- The Washington Times - Sunday, October 10, 2004

NEW YORK — The remains of hundreds of victims of the September 11 terrorist attacks are to be permanently buried in the world’s largest garbage dump, to the consternation of their grieving families.

Relatives were assured that the ashes resulting from the fireball would be returned to the World Trade Center. Then they would form part of a planned memorial after being sorted from the half-million tons of debris from the Twin Towers that was taken to the Fresh Kills landfill site on Staten Island.

The dump had been used to dispose of New York City’s garbage for more than 100 years before it was closed six months before the terrorist attacks. Rubble from the World Trade Center covered 48 acres.

City authorities have since balked at the estimated $450 million cost of moving the ashes again and have promised to create a 2,200-acre park on top of the dump — whose rotting contents smell of methane gas — and erect a memorial instead.

Relatives of 1,169 victims have yet to receive any remains of their loved ones, and many are outraged at the authorities’ decision.

“We were promised the remains — any and all remains of the victims — and now we discover that my lost son is to spend eternity in a rubbish dump,” said Diane Horning, whose son Matthew, 24, died in the North Tower, where he worked for the insurance company Marsh and McLennan. “This is morally reprehensible and emotionally unacceptable, and we are going to fight it all the way.”

Matthew Horning made two mobile phone calls to his family after the first jet struck the World Trade Center. He asked his father to tell his fiancee, Maura, that he loved her. His last word, sent on a pager message, was: “Scared.”

His mother, who believes that the cost of moving the ashes has been exaggerated tenfold, said: “They have already started bulldozing junk and debris on top of our loved ones and they have left our son in the garbage. They promised that this would never happen, and they are trying to cover up their mistake, literally and figuratively.”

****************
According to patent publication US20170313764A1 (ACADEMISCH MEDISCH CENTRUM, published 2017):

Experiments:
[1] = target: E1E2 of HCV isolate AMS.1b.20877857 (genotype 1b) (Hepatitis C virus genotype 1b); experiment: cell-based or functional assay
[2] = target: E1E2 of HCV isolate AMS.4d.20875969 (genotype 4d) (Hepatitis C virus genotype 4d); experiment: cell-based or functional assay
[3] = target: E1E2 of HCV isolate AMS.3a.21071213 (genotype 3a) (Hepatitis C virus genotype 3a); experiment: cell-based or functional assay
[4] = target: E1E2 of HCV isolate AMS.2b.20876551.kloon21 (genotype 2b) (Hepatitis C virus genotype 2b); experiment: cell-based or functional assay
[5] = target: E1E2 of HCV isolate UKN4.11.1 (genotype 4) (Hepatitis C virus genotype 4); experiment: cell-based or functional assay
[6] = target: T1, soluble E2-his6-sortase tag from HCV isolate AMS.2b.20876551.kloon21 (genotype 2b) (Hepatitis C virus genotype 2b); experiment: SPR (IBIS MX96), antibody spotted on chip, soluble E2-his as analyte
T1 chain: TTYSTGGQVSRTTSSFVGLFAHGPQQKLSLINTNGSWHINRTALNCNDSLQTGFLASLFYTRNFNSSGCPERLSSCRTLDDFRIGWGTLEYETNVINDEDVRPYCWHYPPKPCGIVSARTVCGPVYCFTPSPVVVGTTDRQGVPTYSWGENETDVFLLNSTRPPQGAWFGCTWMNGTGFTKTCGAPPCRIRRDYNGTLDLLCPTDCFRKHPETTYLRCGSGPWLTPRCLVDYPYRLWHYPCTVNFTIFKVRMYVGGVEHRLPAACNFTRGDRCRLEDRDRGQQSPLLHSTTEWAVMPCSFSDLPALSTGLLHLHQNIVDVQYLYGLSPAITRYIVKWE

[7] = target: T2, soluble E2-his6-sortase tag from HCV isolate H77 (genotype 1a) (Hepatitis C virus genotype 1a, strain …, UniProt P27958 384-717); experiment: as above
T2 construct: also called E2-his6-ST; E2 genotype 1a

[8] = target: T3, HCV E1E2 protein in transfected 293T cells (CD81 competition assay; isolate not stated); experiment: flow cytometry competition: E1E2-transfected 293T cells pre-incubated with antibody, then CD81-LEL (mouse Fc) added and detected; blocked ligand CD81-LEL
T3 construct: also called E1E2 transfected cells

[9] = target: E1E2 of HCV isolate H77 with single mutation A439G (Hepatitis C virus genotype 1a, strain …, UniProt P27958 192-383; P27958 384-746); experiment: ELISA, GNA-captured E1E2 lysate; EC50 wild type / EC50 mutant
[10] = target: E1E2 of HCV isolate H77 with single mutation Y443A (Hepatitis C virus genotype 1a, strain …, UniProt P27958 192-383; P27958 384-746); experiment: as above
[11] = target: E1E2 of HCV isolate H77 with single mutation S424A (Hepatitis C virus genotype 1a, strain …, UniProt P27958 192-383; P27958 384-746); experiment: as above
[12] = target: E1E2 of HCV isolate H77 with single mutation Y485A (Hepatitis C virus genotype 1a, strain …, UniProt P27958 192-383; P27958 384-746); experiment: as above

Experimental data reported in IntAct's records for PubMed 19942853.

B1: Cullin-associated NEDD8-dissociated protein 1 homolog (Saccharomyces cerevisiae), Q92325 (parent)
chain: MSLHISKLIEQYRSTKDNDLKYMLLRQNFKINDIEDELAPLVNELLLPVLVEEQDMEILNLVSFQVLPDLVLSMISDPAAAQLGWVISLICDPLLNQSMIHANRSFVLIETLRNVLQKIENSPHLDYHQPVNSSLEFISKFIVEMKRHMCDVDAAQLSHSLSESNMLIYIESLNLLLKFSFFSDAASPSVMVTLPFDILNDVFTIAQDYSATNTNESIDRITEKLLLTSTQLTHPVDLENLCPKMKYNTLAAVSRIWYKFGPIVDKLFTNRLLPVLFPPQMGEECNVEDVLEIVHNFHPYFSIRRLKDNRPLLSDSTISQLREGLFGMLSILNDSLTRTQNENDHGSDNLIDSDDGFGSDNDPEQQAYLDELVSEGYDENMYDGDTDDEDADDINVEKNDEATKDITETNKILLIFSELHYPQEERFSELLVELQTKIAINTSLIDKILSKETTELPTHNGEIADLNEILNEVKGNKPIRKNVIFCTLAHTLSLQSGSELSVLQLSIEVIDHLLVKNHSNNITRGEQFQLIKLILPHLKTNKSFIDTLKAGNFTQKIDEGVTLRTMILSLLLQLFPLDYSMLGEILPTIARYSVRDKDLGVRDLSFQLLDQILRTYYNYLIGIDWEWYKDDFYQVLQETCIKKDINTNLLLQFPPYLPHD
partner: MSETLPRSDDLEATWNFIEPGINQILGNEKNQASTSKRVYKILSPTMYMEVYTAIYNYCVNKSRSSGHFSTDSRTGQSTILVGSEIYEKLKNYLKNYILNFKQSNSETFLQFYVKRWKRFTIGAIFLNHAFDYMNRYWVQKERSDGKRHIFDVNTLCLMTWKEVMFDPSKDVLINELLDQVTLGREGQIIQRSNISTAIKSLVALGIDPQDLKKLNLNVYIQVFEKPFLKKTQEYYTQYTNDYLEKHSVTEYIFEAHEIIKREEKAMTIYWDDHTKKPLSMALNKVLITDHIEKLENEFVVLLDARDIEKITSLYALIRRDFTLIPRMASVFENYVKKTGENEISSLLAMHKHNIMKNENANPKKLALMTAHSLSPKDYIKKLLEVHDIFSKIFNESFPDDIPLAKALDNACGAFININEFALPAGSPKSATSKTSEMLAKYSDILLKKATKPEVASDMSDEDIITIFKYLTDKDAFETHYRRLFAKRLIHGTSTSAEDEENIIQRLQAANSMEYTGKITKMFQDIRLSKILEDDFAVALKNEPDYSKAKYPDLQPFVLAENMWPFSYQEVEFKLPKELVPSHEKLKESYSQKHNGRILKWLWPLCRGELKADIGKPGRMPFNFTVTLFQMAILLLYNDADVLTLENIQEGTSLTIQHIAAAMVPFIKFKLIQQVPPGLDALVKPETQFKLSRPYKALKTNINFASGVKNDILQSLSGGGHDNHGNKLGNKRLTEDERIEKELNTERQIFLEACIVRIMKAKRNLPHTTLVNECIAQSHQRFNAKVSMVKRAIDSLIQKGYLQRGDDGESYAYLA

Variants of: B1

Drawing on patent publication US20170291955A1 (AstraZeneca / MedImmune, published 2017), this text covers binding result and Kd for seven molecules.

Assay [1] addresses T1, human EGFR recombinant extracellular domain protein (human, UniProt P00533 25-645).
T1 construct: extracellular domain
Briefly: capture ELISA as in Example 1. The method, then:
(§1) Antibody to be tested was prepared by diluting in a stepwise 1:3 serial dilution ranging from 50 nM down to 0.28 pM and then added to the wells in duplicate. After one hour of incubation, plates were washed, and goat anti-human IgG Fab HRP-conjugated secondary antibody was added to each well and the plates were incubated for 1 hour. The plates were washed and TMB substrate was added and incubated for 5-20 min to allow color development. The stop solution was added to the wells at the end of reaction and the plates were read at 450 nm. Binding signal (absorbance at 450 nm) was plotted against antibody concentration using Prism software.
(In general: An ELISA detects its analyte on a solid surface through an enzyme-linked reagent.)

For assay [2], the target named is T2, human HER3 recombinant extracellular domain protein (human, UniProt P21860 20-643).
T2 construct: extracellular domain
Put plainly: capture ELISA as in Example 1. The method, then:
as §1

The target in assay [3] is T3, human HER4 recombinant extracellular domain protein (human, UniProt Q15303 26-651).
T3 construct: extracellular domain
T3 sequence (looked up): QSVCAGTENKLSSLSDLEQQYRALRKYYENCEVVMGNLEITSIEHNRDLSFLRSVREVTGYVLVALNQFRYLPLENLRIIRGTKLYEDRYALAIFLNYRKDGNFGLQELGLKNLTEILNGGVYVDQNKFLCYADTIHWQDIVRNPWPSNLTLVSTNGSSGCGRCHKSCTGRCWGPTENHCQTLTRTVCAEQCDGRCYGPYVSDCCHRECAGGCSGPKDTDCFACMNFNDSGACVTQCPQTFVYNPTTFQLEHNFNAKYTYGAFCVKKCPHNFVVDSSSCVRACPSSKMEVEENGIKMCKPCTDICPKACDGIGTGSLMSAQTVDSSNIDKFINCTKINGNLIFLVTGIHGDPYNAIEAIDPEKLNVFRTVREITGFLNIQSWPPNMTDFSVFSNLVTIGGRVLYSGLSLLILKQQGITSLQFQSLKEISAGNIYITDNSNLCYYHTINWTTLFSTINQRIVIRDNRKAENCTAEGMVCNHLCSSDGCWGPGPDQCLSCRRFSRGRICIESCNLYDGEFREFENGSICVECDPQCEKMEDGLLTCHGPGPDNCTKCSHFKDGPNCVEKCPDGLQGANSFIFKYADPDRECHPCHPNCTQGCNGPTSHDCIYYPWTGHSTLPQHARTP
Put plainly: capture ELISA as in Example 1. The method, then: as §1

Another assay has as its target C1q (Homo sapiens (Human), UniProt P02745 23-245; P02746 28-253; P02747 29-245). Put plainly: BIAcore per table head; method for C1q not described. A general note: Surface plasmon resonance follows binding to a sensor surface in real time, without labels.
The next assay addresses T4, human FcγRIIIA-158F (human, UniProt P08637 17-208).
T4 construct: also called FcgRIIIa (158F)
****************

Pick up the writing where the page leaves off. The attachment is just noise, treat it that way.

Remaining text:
Mrs. Horning and her husband, Kurt, a retired teacher, have formed the World Trade Center Families for Proper Burial, a group campaigning for a formal cemetery with markers commemorating each of the 2,749 known victims. A petition on the group’s Web site, www.wtcfamiliesforproperburial.com, has more than 18,000 signatures.

Last week the families of victims were invited to a planning meeting on Staten Island, but officials offered no concessions.

According to city proposals, the mound of debris will be shaped into two embankments, each as long as the 110-story Twin Towers were high. Visitors will be able to walk in between the embankments, looking toward the World Trade Center site across the harbor.

Officials say that a cemetery for the ashes would cost at least $45 million and that a memorial will be a focal point of the new World Trade Center.

However, Mrs. Horning is enraged by suggestions that it will be a “symbolic” cemetery. “Only if my son is ‘symbolically’ dead,” she says. “But if he’s really dead then I really want him buried.”

New York Gov. George E. Pataki, a Republican, is said to be sympathetic to the relatives, and the New Jersey Legislature has passed legislation ordering the Port Authority, which owned the World Trade Center, to move the dust and ash. Yet it is toothless unless the New York Legislature passes the same law.

The office of New York City Mayor Michael R. Bloomberg pointed out that the coroner’s office was still trying to identify 10,260 fragments of remains gathered at Fresh Kills. Those that remained unidentified would be interred in the official memorial at the Twin Towers site.

The mayor said: “After months of evaluating the complex concerns raised by members of the Families for Proper Burial, we have concluded that we will proceed with plans for a respectful memorial at the recovery site.”

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